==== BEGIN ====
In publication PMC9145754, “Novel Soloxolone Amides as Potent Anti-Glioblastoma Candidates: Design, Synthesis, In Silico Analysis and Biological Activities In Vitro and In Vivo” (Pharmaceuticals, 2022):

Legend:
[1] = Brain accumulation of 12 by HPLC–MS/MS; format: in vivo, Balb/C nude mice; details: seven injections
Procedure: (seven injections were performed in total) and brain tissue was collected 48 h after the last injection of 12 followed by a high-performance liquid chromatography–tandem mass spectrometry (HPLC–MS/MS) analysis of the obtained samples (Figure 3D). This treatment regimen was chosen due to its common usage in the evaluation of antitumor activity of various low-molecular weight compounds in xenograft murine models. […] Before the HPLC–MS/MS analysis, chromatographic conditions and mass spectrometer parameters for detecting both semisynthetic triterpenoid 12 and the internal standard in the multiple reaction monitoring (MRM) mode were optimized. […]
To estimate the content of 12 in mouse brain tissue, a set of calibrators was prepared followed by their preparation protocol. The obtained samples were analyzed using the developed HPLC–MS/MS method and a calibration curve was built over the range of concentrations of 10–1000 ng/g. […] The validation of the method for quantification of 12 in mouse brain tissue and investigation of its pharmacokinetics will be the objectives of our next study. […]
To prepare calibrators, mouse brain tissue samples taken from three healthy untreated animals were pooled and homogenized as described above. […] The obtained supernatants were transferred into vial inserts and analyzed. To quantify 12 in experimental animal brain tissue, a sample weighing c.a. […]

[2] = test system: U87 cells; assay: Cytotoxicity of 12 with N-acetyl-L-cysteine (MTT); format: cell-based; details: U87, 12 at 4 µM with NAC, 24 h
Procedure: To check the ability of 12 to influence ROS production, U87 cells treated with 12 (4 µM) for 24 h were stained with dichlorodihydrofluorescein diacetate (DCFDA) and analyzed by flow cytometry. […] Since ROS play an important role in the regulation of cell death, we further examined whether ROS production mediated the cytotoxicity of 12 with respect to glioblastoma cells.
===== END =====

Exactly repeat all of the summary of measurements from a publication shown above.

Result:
In publication PMC9145754, “Novel Soloxolone Amides as Potent Anti-Glioblastoma Candidates: Design, Synthesis, In Silico Analysis and Biological Activities In Vitro and In Vivo” (Pharmaceuticals, 2022):

Legend:
[1] = Brain accumulation of 12 by HPLC–MS/MS; format: in vivo, Balb/C nude mice; details: seven injections
Procedure: (seven injections were performed in total) and brain tissue was collected 48 h after the last injection of 12 followed by a high-performance liquid chromatography–tandem mass spectrometry (HPLC–MS/MS) analysis of the obtained samples (Figure 3D). This treatment regimen was chosen due to its common usage in the evaluation of antitumor activity of various low-molecular weight compounds in xenograft murine models. […] Before the HPLC–MS/MS analysis, chromatographic conditions and mass spectrometer parameters for detecting both semisynthetic triterpenoid 12 and the internal standard in the multiple reaction monitoring (MRM) mode were optimized. […]
To estimate the content of 12 in mouse brain tissue, a set of calibrators was prepared followed by their preparation protocol. The obtained samples were analyzed using the developed HPLC–MS/MS method and a calibration curve was built over the range of concentrations of 10–1000 ng/g. […] The validation of the method for quantification of 12 in mouse brain tissue and investigation of its pharmacokinetics will be the objectives of our next study. […]
To prepare calibrators, mouse brain tissue samples taken from three healthy untreated animals were pooled and homogenized as described above. […] The obtained supernatants were transferred into vial inserts and analyzed. To quantify 12 in experimental animal brain tissue, a sample weighing c.a. […]

[2] = test system: U87 cells; assay: Cytotoxicity of 12 with N-acetyl-L-cysteine (MTT); format: cell-based; details: U87, 12 at 4 µM with NAC, 24 h
Procedure: To check the ability of 12 to influence ROS production, U87 cells treated with 12 (4 µM) for 24 h were stained with dichlorodihydrofluorescein diacetate (DCFDA) and analyzed by flow cytometry. […] Since ROS play an important role in the regulation of cell death, we further examined whether ROS production mediated the cytotoxicity of 12 with respect to glioblastoma cells.